It’s Wednesday, so where’s the guest post? Just when a pattern gets established, I’m switching it up. But only for this week. In honor of Spring Break here in Austin, I left this week off the guest post schedule. We will return to our regularly scheduled programming next week.
This week we’re celebrating. We’re jumping for joy, in honor of
Because we have a voice. All of us. Whether you’ve started to tell your story, or it’s still brewing, you have a voice. Your experiences are pieces of this vastness through which we’re all wandering. Now more than ever, we have outlets for sharing those experiences, for shrinking the gaps between your story and mine.
It’s humbling, and thrilling, to be involved. I’ve been a fan of the show since hearing about the first LTYM, created and directed by Ann Imig, in Madison, WI. After that show took place, videos started floating around the internet and I sat one day, mesmerized, listening to story after story.
Many of you know I auditioned last year, but was not selected for the cast. And yet, the audition experience was one of the most exhilarating things I’ve ever done. Sure, I was sad when I didn’t get selected, but the process was completely worth it.
For those who are wondering, the audition process is tricky. It’s about putting together a show that flows, that balances all of motherhood: joy, sadness, sleep deprivation, and everything in between. I knew that liking what I wrote was merely one criteria for making the show; it didn’t come as a surprise to get the “not this year” message. Yes, it stung, but not because I felt rejected (there’s not a writer in the world who isn’t familiar with rejection* – we’re pros in that department). I was bummed because I love Listen To Your Mother, and I wanted to be involved.
Which brings us to this year. Thanks to some gentle nudging (you know who you are), I once again submitted a piece to read. This time… well, this time my story found a spot in the show. My story fits within the delicate balance that the show co-producers/directors, Wendi Aarons and Liz McGuire, were tasked with creating.
And so. We’re celebrating.
I feel grateful, humbled, excited and a bit nauseous to be part of Listen To Your Mother 2012. The show is happening in 10 cities this year, so if you want to see what it’s all about, please buy a ticket or 12. Just don’t tell me if you’ll be in the Austin audience, because knowing you’re there will make me very nervous. Click to purchase Listen To Your Mother Austin tickets or one of nine other cities (just click on ‘Local Shows’ to find the one closest to you).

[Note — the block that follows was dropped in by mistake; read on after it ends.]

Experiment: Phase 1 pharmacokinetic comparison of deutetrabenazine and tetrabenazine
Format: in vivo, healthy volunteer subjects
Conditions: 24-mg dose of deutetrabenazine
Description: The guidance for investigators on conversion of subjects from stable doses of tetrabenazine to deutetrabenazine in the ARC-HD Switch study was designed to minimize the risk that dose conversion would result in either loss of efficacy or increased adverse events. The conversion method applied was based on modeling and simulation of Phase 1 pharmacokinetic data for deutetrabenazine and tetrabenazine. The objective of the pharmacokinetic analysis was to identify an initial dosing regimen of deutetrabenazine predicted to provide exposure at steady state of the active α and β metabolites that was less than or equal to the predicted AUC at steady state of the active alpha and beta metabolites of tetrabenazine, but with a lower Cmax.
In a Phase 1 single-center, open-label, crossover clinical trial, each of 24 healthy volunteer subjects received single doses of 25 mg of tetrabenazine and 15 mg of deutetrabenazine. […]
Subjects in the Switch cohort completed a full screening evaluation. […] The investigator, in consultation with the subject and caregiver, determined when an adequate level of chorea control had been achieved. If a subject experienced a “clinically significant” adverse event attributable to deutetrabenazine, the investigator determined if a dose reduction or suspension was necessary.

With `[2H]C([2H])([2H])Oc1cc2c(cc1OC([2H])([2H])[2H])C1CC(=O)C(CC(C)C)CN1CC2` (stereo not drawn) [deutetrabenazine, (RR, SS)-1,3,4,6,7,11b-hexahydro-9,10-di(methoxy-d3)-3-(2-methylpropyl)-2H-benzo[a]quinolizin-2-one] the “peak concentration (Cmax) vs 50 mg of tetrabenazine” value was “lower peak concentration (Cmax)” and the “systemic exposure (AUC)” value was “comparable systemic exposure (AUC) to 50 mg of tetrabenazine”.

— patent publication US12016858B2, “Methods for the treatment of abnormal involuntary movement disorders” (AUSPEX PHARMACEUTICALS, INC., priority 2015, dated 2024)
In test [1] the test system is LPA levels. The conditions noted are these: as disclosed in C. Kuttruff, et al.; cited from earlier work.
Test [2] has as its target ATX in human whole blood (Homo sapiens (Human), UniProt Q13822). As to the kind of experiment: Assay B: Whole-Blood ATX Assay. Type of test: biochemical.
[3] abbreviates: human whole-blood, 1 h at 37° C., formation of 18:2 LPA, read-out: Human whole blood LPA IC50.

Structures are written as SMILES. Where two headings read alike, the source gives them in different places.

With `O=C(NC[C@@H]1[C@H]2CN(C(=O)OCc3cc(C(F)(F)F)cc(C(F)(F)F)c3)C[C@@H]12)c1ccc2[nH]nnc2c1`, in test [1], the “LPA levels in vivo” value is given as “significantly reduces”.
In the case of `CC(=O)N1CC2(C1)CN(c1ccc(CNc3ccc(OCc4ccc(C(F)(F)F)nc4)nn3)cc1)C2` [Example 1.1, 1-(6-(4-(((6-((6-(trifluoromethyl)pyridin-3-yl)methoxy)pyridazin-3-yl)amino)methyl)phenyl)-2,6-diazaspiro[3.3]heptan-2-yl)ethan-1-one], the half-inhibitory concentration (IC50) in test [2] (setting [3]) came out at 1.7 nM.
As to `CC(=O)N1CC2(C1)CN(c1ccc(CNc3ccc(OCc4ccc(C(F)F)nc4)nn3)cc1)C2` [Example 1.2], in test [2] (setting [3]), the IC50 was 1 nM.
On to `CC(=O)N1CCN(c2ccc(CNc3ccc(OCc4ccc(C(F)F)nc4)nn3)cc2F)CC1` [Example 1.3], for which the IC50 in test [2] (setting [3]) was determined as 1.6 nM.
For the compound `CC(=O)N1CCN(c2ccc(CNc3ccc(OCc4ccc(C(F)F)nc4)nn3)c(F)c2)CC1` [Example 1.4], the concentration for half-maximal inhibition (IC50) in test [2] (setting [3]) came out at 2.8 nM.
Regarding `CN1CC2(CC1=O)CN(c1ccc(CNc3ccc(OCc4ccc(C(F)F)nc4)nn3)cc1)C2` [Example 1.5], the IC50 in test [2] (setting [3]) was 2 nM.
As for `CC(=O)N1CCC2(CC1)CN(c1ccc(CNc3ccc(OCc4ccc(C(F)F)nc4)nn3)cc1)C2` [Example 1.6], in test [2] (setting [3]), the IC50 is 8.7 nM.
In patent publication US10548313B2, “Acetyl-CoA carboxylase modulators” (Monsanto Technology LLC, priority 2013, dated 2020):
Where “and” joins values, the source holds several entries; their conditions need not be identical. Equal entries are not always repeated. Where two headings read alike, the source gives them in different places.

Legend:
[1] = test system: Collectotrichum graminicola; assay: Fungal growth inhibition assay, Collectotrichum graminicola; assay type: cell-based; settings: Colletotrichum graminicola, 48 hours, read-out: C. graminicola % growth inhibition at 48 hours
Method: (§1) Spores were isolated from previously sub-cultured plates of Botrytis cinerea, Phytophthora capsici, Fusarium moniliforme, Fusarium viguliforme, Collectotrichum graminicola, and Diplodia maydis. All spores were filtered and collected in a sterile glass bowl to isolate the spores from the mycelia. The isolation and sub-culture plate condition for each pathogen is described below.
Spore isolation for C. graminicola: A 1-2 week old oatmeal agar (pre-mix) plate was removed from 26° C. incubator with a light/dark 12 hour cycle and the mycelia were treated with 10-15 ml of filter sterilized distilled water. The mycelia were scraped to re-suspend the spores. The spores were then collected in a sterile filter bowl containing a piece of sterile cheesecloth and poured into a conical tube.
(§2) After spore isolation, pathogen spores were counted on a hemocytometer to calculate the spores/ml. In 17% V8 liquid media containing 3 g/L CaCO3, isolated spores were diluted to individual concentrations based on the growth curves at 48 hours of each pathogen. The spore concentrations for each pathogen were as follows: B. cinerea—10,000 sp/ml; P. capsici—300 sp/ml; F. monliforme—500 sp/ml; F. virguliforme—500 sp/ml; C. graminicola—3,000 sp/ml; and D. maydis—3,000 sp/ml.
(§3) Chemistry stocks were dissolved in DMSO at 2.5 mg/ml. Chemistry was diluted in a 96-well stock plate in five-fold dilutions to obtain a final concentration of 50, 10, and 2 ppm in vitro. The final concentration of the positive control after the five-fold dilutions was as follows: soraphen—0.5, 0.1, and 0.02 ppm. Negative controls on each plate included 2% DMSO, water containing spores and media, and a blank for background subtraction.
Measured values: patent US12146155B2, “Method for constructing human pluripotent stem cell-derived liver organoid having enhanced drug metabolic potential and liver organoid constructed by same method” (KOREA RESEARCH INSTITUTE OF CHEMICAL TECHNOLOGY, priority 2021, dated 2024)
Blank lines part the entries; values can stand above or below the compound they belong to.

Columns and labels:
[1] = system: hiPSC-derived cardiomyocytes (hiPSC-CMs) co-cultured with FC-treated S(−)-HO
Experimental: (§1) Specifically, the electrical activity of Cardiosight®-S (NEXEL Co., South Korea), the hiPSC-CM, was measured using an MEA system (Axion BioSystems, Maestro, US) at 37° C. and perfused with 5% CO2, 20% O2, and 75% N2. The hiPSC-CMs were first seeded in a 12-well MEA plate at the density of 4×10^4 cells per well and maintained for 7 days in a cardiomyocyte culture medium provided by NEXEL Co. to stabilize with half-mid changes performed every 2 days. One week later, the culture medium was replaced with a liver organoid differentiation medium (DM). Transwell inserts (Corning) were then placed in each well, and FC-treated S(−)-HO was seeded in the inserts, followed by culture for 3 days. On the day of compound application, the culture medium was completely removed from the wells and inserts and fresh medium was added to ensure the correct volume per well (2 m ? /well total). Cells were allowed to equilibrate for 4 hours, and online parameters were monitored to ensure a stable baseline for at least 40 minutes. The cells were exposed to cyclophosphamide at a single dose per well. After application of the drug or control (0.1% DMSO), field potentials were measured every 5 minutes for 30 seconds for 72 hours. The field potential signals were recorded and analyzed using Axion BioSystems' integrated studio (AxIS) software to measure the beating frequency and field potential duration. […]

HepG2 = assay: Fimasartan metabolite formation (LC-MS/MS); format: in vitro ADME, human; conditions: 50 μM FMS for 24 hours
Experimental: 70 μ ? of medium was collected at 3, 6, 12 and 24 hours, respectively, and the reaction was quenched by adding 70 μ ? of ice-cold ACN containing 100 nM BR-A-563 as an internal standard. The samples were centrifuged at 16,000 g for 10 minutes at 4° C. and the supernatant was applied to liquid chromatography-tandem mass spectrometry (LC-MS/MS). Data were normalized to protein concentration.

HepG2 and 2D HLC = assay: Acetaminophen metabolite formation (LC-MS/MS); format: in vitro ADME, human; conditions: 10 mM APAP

The cost of your ticket will also help local families in need. Part of Listen To Your Mother’s mission is to support families in need by giving 10% of ticket proceeds to a non-profit cause. In Austin, that cause is Any Baby Can.
As for that asterisk up there…
*Lemme say this about rejection: even though it’s a familiar part of writing, of course it stings. Of course, the validation that comes with acceptance is like a drug. So of course, I longed for that validation last year when I auditioned. Being in the cast would have rocked!
And yes, I allowed myself a little wallow after I found out it was a no go. I talked to a couple of understanding friends, and a couple of understanding writers. I shared my blah-ness, and then moved forward so that I could keep writing.
I understood how complicated the audition process was, and I also felt – for once – that what I submitted was good work. Rarely do I think what I’ve written is good enough for anything. Just hitting ‘publish’ on this blog nearly kills me sometimes. That’s part of the disease. Writers could edit and rewrite every word, over and over, and still never feel that it’s quite there. I have to force myself to send stuff out in the world. Sometimes it glows, and sometimes it sits there like a big, steaming pile.
What I’m getting at here… Not getting cast last year was a little sad. But only a little. I’m telling you the truth when I say, at heart, it wasn’t about feeling rejected. In fact, I felt included in something so much bigger than myself, and was proud to have had the chance to read for the show.
:: If you’ve ever read your work to an audience, how did that feel?
:: Have you considered telling your motherhood story (you don’t have to be a mother to have something to say – you probably have a mother, know a mother, have heard of mothers)?